Star-Shaped Molecule Created Using Chemistry, Major Breakthrough For Chemical Industry
A team of researchers have used chemistry to create a star-shaped molecule, which was once considered too unstable to create. The innovative achievement could be a potential means of creating more efficient medicinal agents, according to the recent study from the Australian National University.
"This proof that we can make a compound that so many people thought couldn't be made opens up a world of new possibilities," said Professor Michael Sherburn in a news release, who is a synthetic chemist in the ANU Research School of Chemistry.
Radialene is an organic compound comprised of carbon and hydrogen, and that's connected by ring-like structures. It is very common in the chemical industry, where its ring features are necessary to make many things, from cosmetics to cancer drugs, according to the news release.
"Hyper-reactive molecules like radialenes form more stable substances very quickly. Their reactions are some of the most powerful chemical transformations known," Sherburn said.
The calculations were carried out using Raijin supercomputer by collaborator Professor Michael Paddon-Row from UNSW. The Raijin is classified as one of the fastest supercomputers in Australia, which cost $35 million ($50 million Australian) to build.
Paddon-Row motivated the researchers to create the elusive molecule, according to Sherburn.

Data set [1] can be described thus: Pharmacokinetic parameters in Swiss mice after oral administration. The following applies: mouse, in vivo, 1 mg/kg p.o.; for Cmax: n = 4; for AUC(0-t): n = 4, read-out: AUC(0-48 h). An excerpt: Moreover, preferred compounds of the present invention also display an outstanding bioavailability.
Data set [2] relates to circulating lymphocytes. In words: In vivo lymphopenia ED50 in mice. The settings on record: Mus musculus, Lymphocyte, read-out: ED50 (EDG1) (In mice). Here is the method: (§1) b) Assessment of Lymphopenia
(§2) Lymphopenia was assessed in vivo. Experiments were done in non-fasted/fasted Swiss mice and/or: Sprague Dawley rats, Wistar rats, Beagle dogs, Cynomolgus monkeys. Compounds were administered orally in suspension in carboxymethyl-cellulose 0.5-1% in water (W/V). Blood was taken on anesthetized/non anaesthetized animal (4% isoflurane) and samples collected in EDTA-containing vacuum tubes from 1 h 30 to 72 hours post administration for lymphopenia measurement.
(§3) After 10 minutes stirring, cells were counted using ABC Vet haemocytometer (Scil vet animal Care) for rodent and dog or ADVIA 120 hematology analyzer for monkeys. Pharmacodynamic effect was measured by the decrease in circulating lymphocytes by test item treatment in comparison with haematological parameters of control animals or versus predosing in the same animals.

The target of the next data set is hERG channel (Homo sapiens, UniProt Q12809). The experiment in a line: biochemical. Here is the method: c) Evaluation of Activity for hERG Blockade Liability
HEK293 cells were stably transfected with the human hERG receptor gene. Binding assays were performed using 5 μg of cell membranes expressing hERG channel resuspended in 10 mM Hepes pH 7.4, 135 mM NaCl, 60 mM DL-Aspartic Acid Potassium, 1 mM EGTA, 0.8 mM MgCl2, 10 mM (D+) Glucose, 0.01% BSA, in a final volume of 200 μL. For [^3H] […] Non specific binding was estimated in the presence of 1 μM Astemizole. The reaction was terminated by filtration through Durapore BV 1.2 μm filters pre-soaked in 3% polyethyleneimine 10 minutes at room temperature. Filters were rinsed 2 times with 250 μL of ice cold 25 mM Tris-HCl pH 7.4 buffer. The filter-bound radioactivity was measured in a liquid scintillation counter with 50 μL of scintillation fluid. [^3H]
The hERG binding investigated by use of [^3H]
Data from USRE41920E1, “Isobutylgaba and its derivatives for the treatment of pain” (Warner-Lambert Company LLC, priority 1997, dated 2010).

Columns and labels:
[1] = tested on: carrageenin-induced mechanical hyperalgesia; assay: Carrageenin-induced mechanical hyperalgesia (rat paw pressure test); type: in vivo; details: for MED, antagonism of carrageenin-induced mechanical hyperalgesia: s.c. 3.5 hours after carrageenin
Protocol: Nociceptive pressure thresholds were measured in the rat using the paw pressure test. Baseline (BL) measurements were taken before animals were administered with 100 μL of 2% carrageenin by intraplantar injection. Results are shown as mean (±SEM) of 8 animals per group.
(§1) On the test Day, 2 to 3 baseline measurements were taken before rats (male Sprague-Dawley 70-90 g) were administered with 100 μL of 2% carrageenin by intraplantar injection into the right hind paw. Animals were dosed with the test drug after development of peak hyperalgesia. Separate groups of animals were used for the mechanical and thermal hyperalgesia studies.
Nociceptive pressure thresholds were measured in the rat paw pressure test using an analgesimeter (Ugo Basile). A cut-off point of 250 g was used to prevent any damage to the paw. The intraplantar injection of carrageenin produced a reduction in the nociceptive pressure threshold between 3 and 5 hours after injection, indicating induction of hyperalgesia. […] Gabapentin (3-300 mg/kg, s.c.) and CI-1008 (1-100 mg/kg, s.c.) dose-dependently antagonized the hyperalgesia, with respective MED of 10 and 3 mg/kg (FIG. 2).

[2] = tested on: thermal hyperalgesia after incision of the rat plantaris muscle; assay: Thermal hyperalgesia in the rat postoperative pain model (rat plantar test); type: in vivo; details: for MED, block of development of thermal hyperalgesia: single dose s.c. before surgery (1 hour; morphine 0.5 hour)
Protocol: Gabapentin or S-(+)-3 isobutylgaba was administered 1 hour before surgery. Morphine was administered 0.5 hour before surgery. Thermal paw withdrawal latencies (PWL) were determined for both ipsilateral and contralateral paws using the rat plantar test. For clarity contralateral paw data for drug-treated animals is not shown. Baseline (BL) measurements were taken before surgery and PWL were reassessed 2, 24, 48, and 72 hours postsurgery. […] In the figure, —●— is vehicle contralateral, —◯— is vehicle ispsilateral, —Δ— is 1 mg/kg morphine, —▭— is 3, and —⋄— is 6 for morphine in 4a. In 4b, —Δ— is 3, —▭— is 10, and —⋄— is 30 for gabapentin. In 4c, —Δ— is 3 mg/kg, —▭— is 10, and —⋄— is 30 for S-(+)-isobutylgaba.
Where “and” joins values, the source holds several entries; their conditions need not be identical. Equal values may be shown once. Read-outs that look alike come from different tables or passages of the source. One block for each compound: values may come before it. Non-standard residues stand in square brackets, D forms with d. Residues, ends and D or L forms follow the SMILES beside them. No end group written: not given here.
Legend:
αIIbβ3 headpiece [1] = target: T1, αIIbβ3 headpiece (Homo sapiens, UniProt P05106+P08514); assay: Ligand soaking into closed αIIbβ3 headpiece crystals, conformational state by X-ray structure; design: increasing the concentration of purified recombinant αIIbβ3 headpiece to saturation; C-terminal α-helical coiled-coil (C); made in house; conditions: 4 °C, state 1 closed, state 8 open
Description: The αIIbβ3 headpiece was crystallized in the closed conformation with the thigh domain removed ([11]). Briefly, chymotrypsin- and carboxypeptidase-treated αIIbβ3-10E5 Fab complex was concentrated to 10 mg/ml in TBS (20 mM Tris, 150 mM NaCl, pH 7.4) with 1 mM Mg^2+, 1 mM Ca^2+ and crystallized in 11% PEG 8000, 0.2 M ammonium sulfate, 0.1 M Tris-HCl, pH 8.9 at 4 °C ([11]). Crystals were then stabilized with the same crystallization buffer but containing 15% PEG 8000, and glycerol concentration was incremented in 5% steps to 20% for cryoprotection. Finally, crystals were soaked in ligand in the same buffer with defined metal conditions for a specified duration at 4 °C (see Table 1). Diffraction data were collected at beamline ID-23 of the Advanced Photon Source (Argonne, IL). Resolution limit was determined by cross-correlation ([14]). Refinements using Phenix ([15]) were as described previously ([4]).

"The compound is 10,000 times less stable than the others in the star-shaped radialene molecule family, which are themselves notoriously unstable," Sherburn said.
It took two years for Sherburn and three generations of Ph.D. students to develop the five radialene. They were successful when they created the molecule as a crystalline metal complex, which is stable since metal protects the molecule from reactions. Without metal, radialene exists for only a few minutes in a very dilute solution at low temperature, according to the researchers.
"Because the structure  radialene had never been seen in nature, we had to come up with a really creative method, something new and special," Sherburn said. "It was quite a day when the Ph.D. students brought the X-ray crystal structure to me. We will always try to push back the boundaries of what is known, and what is thought to be possible."
This study was published in the Journal of the American Chemical Society.
For more great science stories and general news, please visit our sister site, Headlines and Global News (HNGN).